You can download a suggested text, but it's better if you use your own words, and always include your name and address to show that you are in your MP's constituency.
Dear [title and name of your MP]
I am concerned about children’s privacy in national government data management in England.
The Department for Education started a new collection of highly sensitive information from school children in 2018.
Pupils and parents are not asked for consent. There is no option to refuse. But one of eight new reasons, including pregnancy, young offender, and mental health are now collected on every child who moves out of mainstream education into Alternative Provision and the families have not been told. Although assurances have now been made that the data will not after all be available for distribution, there is nothing in law to prevent this.
Identifying and sensitive data have been given out about individuals to third parties from the national pupil database; over 2,000 times as of June 2020, including for commercial re-use to companies, to charities, and even to TV and press journalists.
Safeguards need put in place to:
Representative from over 20 leading charities and child rights advocates, including ALLFIE, Mencap, the NEU, the Teenage Pregnancy Knowledge Exchange, Trailblazers young offender mentoring, and Unlock have written to the Secretary of State for Education with these concerns.
Ofsted’s Report on Local area SEND inspections and a report by think Tank IPRR Making the Difference show the importance of understanding these information. But that should not be at the expense of the lifetime privacy of the children affected. Children have a right to privacy and Article 12 of the UNCRC says that children and young people have the human right to be involved in decisions about them.
If the Department of Education cannot stop the distribution of identifying data for re-use, and commit to children’s confidentiality; we believe the government should not collect the data at all.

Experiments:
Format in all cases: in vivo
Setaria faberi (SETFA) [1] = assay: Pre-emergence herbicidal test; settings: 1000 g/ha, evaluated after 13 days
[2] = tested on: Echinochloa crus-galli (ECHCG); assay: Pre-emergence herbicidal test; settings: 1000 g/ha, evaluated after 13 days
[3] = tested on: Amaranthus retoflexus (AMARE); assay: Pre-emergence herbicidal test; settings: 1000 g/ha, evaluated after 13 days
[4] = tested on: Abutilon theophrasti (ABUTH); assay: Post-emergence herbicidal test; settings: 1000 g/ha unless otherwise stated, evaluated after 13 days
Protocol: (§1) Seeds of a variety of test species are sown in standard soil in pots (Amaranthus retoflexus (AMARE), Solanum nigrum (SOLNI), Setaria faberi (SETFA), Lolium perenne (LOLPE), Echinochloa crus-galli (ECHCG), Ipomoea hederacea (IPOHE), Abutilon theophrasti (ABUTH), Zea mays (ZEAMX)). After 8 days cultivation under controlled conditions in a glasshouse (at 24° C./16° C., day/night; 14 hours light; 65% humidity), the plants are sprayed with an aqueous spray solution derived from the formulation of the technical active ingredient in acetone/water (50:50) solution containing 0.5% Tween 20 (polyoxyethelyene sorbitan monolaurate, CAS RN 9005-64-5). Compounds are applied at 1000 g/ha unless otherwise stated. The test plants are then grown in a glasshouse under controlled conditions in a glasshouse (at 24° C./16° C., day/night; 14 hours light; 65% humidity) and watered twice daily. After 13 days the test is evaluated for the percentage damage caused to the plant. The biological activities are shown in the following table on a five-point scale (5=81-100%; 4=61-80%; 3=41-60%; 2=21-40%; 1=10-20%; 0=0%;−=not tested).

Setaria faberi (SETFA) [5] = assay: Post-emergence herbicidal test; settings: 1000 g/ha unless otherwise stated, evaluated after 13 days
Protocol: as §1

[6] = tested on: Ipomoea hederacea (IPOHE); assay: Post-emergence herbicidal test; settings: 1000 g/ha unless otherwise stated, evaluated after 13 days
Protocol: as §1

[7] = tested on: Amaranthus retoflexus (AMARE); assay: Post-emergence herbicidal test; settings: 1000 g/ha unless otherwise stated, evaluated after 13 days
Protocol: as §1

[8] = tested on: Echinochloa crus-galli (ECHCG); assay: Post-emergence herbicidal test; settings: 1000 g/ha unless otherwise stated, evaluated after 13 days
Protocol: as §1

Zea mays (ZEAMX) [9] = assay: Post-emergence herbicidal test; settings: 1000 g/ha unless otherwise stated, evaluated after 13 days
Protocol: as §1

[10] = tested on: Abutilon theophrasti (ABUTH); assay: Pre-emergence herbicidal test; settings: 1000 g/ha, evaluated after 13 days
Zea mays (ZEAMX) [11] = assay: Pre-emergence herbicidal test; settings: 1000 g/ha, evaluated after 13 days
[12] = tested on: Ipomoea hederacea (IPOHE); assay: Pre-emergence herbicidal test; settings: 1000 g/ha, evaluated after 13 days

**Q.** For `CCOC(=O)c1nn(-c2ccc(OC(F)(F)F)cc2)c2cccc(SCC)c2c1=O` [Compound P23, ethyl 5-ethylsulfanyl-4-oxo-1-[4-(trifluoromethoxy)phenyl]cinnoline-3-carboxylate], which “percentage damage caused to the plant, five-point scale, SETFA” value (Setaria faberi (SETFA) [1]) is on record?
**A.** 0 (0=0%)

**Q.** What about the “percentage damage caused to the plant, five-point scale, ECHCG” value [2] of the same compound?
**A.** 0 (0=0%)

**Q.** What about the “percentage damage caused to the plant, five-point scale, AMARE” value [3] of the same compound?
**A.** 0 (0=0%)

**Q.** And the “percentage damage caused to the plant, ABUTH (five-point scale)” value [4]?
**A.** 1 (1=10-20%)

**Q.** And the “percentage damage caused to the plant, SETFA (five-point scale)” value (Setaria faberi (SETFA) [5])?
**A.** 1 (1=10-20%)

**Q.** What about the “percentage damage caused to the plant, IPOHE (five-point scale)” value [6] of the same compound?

Thank you for your time and I hope you will ask questions, and call for the changes that need made.
Assurances given need put into law, that the data collected will not be distributed to third parties. And every family should be written to and informed of which data label was added to their child's record.
Download collective NGOs letter [original as sent by post and email] January 11, 2018 following appointment of new Secretary of State for Education.
Download collective NGOs letter[original as sent by post and email] December 11, 2017 and email introduction below.
This is a highly significant new national data policy, affecting some of the most vulnerable children in England. It vastly increases risk of loss of privacy without any reason why knowledge could not be collected in a more privacy-preserving method.
Based on current 2016 numbers, the new collection would affect around 22,000 children each year, but all 23 million records in the NPD are compromised each year. The Department appears to have no intention to tell providers or the local authority how to inform parents and children about the details of this expansion of the data collection. This is despite the Data Protection requirement to explain it with clear reasons to the pupils, when the information are collected.